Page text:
Corporate Acquisitions, Diversification, and the Firm’s Lifecycle
Asli M. Arikan
Kent State University
René M. Stulz
Ohio State University (OSU) - Department of Finance; National Bureau of Economic Research (NBER); European Corporate Governance Institute (ECGI)
September 3, 2013
Charles A. Dice Center Working Paper No. 2011-18
Fisher College of Business Working Paper No. 2011-03-018
ECGI - Finance Working Paper No. 317/2011
Theories of corporate finance predict that young firms make acquisitions to exploit growth opportunities, while mature firms do so because they lack growth opportunities. Further, mature firms are more likely to make wealth-destroying diversifying acquisitions because of agency problems. Contrary to these theories, we find that, while across IPO cohorts young and mature firms acquire more than middle-aged firms, young and mature firms acquire for similar reasons. Firms with better growth opportunities and performance are more likely to make acquisitions irrespective of their lifecycle stage. Moreover, both young and mature firms have similar propensities to make diversifying acquisitions. The market’s reaction to acquisition announcements enables us to reject the hypothesis that managers of mature firms are more likely to make value-destroying acquisitions than managers of young firms.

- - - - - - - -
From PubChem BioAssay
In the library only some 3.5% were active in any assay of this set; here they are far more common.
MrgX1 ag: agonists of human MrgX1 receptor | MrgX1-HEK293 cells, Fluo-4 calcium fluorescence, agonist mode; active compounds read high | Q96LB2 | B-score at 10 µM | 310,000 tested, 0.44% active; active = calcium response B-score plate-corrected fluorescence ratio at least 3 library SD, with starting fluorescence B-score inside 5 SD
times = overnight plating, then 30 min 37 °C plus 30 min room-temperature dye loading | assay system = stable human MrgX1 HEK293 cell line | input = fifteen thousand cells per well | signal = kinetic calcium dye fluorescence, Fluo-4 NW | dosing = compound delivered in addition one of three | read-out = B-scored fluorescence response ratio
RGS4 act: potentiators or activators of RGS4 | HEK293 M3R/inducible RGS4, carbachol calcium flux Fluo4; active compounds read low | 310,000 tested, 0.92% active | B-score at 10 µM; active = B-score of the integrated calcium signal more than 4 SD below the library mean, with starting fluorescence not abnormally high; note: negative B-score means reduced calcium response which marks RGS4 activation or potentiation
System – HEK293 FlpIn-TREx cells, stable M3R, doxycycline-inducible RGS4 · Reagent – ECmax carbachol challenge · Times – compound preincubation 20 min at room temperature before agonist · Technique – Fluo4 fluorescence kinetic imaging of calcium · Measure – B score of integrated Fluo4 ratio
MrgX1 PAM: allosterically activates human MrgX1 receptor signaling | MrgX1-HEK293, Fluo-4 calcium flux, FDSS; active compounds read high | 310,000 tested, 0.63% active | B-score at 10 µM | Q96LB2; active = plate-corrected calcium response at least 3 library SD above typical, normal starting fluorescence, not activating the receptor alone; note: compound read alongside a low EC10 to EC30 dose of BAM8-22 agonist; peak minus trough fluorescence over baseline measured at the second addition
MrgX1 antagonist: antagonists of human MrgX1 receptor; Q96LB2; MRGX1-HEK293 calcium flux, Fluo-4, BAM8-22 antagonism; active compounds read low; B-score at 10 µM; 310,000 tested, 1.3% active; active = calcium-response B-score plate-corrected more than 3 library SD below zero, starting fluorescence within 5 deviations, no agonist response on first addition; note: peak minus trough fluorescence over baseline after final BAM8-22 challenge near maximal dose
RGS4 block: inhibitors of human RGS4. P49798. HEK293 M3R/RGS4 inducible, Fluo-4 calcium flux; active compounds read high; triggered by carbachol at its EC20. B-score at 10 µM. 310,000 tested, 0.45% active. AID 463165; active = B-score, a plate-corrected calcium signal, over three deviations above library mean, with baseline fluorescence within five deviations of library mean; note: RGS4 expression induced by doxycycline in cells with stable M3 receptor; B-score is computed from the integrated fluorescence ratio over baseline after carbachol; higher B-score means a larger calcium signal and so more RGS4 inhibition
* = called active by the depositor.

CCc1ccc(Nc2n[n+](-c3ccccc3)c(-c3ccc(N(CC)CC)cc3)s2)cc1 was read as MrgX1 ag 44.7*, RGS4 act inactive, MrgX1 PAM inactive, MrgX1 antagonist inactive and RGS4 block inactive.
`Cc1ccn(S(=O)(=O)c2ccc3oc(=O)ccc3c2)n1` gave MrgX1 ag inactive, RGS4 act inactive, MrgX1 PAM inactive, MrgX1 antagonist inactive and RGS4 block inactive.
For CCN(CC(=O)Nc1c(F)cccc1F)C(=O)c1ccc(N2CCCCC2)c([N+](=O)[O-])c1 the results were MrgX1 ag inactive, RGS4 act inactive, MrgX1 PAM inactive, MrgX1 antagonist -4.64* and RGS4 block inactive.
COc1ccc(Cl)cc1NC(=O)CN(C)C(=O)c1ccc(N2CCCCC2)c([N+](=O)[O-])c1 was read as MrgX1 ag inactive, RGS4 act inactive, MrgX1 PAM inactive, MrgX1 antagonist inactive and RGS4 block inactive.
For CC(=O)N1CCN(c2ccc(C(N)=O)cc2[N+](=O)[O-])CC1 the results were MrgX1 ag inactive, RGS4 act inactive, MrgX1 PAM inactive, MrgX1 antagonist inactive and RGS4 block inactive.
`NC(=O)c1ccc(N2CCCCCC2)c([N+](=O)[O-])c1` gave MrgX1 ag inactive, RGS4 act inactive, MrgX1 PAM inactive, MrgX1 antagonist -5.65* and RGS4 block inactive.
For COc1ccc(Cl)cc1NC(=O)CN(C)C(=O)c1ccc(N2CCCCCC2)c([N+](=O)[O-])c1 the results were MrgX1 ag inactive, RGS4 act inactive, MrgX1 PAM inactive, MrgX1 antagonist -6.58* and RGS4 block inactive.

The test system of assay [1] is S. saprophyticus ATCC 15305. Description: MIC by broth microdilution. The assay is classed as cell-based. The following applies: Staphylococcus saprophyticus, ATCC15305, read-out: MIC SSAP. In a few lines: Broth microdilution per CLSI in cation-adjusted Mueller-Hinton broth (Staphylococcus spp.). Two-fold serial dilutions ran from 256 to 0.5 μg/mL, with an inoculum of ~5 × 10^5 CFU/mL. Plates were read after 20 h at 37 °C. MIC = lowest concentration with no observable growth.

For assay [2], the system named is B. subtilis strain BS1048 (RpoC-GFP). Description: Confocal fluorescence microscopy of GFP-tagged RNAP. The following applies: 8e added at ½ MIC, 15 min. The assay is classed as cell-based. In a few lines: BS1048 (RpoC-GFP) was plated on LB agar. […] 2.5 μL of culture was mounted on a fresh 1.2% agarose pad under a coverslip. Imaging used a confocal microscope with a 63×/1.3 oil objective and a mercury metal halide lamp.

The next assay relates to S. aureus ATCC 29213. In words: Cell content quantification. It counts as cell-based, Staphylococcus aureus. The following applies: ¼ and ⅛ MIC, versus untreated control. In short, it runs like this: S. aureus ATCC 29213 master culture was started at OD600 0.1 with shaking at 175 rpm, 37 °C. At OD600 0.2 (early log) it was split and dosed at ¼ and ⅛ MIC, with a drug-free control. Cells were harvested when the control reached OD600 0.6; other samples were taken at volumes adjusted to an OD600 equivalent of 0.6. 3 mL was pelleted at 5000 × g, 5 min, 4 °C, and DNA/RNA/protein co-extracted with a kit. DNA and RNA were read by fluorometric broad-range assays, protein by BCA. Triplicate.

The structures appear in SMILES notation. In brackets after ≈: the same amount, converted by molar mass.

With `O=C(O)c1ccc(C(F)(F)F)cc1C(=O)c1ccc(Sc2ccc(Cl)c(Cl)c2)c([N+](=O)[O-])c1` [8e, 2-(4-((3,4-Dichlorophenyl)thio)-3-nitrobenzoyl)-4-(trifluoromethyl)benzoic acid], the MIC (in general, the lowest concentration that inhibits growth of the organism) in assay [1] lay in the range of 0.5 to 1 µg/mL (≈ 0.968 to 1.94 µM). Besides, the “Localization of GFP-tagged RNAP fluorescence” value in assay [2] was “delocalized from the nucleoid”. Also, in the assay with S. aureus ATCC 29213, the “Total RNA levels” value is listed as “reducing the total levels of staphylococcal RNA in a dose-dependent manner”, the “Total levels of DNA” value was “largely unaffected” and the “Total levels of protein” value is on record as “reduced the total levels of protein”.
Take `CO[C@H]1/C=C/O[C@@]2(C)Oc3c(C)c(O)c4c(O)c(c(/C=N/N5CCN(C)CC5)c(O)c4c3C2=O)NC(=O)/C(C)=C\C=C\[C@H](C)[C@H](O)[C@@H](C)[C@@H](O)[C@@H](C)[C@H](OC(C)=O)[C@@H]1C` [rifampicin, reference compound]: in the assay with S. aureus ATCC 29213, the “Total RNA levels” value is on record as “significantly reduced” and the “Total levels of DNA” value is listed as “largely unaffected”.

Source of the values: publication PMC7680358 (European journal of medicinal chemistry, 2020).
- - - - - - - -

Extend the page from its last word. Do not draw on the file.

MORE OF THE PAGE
Number of Pages in PDF File: 46
Date posted: September 23, 2011 ; Last revised: September 5, 2013
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